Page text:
Hong Kong’s independent judiciary and rule of law has long been a bedrock of success for the territory. Articles 2 and 19 of the Basic Law stipulate that Hong Kong “shall be vested with independent judicial power, including that of final adjudication.” However, in recent years, Hong Kong’s judicial independence has come into question.
Beijing’s white paper on Hong Kong, issued in June 2014, demanded judges to be “patriotic” and referred to them as “Hong Kong’s administrators.” Earlier this year, pro-Beijing legislator Elizabeth Quat questioned in LegCo whether there is a situation of “police arresting people and judges releasing people.” In July, a decision by a deputy magistrate to sentence a female protester for assaulting an officer with her breasts sparked public outrage.
Here are six challenges facing Hong Kong’s judiciary:
1. Excessive workload for judges
The judiciary annual report of 2014 found that the average waiting times for cases in the High Court did not meet the targets. In particular, at the Court of First Instance, the waiting time for a criminal case from filing of indictment to its hearing was 227 days, compared to the target of 120 days.
Dennis Kwok, legislator for the legal sector, wrote in 2013: “Overworked judges and a backlog of cases have a direct impact on the quality of justice.”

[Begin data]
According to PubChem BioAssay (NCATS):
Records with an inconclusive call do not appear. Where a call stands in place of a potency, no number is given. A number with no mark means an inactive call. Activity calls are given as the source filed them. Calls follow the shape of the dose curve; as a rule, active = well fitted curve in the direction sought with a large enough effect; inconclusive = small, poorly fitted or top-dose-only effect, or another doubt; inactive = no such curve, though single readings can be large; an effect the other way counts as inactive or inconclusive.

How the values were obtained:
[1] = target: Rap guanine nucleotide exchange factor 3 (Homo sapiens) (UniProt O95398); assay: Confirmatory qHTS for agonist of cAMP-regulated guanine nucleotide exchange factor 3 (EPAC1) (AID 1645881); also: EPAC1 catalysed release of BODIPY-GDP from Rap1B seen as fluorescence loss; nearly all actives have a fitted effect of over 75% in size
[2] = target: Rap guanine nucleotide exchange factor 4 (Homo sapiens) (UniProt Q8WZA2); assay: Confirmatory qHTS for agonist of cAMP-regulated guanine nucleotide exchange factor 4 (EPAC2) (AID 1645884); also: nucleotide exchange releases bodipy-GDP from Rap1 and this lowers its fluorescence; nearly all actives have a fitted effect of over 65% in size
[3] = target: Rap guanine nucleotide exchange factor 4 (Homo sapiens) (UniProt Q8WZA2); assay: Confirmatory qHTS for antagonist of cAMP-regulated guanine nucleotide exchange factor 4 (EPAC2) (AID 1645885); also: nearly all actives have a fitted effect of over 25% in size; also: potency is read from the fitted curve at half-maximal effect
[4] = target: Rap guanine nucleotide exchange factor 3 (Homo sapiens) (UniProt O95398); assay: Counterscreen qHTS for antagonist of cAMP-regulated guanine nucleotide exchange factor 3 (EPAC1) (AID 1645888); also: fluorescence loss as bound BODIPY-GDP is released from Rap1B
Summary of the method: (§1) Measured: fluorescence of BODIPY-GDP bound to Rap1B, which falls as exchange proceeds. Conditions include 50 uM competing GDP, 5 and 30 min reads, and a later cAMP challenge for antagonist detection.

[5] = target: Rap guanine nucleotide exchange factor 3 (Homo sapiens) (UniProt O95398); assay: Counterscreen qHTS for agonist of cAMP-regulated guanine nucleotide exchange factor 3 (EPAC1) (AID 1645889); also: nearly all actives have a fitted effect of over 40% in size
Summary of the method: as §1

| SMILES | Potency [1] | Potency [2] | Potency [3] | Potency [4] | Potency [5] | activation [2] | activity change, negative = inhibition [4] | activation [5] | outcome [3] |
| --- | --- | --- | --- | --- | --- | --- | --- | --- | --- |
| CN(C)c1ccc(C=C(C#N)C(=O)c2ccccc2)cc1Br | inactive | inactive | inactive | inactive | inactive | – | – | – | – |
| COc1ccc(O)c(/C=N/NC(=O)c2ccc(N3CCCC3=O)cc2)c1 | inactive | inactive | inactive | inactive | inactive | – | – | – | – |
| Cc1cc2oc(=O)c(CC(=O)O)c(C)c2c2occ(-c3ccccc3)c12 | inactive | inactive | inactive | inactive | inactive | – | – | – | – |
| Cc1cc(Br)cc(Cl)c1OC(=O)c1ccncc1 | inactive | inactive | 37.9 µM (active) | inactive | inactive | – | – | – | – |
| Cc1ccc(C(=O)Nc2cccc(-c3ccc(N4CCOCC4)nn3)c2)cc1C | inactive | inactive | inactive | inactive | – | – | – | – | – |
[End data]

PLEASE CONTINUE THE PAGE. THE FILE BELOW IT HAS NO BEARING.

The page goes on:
2. Difficulty in appointing judges
The judiciary administrator, who oversees the funding of the judiciary, said this year that there were 10 judge vacancies for the Court of First Instance at the High Court. There are currently 27 judges on the bench for the Court of First Instance. Kwok wrote in 2013 that nearly half of the judges of the High Court and the Court of Final Appeal will reach the statutory retirement age of 65 within the next few years.
Legislator Dennis Kwok said that although serving as a judge is a service to society and its income cannot be compared to private practice, “income is definitely an issue to whether people are attracted to join the judicial service.”
3. Judicial appointment process susceptible to political interference
Under the Basic Law, judges at all levels are appointed by the chief executive based on recommendations by the Judicial Officers Recommendation Commission (JORC).
The independent commission is composed of nine members, who are appointed by the chief executive. The chief justice and secretary for justice (SJ) are ex-officio members. Seven other members are: two judges, one barrister, one solicitor, and three people who are not connected with law.
The three persons currently include two individuals with business background and the President of Chinese University of Hong Kong.
The chief executive is required to consult the Bar Association and the Law Society on the appointment of a barrister and solicitor to the commission respectively.
4. Reliance on deputy magistrates and deputy judges
According to legislation, the chief justice can appoint deputy magistrates and deputy judges from the magistrate court up to the Court of First Instance. Deputy magistrates and deputy judges are required to meet the qualifications of their permanent counterparts.